Kholat‘s narrative had an easy job: take one of the 20th century’s most mysterious stories and expand upon it. The result is a fragmented mess that tries to be sci-fi, fantasy and so many other things at once, only to fail. No indication is given as to who Sean Bean’s character is, and as the game goes on, it starts to become unclear who the player‘s character is, too. There’s nothing wrong with a game narrative being vague, but Kholat tries so hard to be vague and mysterious that it ends up almost completely unknowable. Indeed, the game seems disinterested in its original premise, preferring to wallow in shallow what-ifs about the 1959 incident.


What is happening?

Going the distance for a sub-par story is inadvisable, especially when given Kholat’s gameplay and level design. The game starts players out with a minimal navigation toolkit: a map, a compass, and a flashlight. The game marks the player’s camp and the locations of discovered notes on their map, but doesn’t tell players where they currently are. While this sort of minimalist navigation is refreshing from a survival gameplay standpoint, it makes it difficult for players to find specific coordinates. It’s also not always easy for players to discern their location, because while Kholat‘s scenery is beautiful, it’s also samey in places.

How samey, one might ask? Well, Kholat‘s mountain trails are often loop-shaped and can make it easy for players to get turned around. Some ledges can be safely traversed while others will cause players to fall to their deaths, in what seems to be a very arbitrary distinction on Kholat‘s part. A game that’s loaded with unfair deaths means that checkpoints are vital, but in Kholat they’re an endangered species. It’s easy to lose half an hour of progress because the player character hopped one ledge just fine only to suffer a fatal fall on the next one… somehow. Kholat‘s enemy creatures love causing unfair deaths too, as they’ll often just pop up without warning and send players back to their last checkpoint thirty minutes ago.



If Kholat is unnecessarily punishing and too vague for its own good, at least it runs well. The game’s system requirements are not baseline, but Kholat keeps a consistent framerate and suffers almost no performance issues. Some players have reported the occasional crash, but the other facets of the game run just fine. Kholat‘s options menu is pretty middle-of-the-road; players can expect detail levels and the other usual suspects. It’s not a ton of stuff, but it should be more than enough to scale down processor demand.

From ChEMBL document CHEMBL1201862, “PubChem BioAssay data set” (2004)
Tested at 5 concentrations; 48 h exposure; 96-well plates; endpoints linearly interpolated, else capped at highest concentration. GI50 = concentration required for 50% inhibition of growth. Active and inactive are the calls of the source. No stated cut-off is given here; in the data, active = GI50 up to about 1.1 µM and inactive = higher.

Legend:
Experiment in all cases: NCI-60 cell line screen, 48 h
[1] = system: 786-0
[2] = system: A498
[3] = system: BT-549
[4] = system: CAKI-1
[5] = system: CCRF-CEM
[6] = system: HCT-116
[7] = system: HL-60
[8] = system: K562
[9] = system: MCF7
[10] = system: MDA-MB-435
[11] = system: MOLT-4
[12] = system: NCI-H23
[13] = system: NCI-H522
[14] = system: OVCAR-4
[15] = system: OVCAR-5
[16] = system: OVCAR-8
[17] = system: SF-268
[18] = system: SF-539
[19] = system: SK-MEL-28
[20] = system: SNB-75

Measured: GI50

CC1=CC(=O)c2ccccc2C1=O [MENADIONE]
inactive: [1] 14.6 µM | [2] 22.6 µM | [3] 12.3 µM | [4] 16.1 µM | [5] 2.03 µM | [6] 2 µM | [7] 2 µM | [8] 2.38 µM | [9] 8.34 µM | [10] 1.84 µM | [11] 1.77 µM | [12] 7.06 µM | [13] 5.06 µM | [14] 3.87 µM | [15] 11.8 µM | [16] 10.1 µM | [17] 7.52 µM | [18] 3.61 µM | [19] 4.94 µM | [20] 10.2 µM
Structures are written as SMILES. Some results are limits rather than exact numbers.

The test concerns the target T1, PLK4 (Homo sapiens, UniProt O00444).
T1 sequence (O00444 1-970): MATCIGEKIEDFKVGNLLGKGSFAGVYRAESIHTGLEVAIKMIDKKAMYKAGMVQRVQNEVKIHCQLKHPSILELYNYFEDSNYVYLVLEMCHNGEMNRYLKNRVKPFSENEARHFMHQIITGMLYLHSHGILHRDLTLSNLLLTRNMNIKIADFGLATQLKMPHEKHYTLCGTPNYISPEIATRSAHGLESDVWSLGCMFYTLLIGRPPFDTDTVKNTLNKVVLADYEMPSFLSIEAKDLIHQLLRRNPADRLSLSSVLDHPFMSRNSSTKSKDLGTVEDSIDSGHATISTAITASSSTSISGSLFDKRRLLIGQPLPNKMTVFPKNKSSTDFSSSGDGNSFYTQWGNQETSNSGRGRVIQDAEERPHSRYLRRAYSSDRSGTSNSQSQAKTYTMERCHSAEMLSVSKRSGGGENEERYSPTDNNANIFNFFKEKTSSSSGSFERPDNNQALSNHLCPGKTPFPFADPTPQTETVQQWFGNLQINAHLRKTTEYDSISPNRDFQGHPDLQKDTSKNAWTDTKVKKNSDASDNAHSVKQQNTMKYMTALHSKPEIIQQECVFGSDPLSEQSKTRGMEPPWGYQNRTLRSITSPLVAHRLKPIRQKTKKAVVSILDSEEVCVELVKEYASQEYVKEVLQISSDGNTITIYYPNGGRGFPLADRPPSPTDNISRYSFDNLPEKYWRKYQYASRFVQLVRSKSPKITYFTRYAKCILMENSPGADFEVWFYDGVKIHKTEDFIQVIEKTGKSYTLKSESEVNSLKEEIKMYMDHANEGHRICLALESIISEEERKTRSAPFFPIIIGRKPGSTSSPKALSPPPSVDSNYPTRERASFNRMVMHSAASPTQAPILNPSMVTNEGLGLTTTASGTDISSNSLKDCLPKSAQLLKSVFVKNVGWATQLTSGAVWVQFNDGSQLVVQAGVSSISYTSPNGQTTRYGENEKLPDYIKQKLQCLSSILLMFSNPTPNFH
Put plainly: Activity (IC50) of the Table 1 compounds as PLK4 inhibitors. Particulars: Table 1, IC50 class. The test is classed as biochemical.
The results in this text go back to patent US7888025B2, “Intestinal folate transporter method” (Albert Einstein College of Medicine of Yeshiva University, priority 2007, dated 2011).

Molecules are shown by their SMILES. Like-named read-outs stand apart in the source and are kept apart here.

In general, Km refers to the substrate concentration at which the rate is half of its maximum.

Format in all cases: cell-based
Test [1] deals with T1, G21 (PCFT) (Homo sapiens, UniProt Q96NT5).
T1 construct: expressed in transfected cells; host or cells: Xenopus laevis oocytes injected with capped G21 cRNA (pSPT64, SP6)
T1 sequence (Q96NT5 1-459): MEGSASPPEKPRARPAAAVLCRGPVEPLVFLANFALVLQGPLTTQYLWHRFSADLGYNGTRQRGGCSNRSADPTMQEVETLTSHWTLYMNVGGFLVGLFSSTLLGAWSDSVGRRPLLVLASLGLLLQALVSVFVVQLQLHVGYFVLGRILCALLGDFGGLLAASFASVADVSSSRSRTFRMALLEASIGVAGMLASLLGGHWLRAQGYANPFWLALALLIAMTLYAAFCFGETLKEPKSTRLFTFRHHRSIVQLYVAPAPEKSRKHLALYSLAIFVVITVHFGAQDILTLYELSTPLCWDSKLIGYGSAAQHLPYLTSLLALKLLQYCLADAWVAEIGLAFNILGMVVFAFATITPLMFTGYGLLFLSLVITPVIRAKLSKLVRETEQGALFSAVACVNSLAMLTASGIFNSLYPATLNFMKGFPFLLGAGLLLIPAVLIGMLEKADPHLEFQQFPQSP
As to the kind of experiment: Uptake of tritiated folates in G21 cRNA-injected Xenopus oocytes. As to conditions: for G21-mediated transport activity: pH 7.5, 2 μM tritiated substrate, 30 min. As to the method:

Kholat‘s smooth performance and jaw-dropping winter world are really all the game has to offer. The gameplay is mediocre and the narrative (if one can call it that) is a jumbled mess that grossly mismanages everything from the mystery story that spawned it to having Sean Bean as a narrator. It takes a true, terrifying story and ventures off into its own wilderness of half-baked sci-fi and aimless character development. These narrative missteps only make Kholat‘s failure to expand upon the 1959 incident in a meaningful way more glaring.


Where did we come from and where do we go?

Players who like the idea of traversing a haunted mountain will like Kholat, but the game demands a lot of suffering for fans of even that very specific niche. If Kholat has anything to teach other game developers, it’s that a horror game can’t just get away with using a popular ghost story to mask a bland experience. A well-written premise isn’t enough to disguise the taste of a poorly written narrative. Any horror game can spend its entire length flailing at theories and regurgitating jumpscares, but only a select few titles can weave exposition and narrative into a truly terrifying story.

Kholat is not one of those titles.


You can buy Kholat here.

Thank you for reading! My next review will be posted in a few days. You can follow Art as Games on Twitter @IanLayneCoppock, or friend me at username Art as Games on Steam. Feel free to leave a comment or email me at with a game that you’d like to see reviewed, though bear in mind that I only review PC games.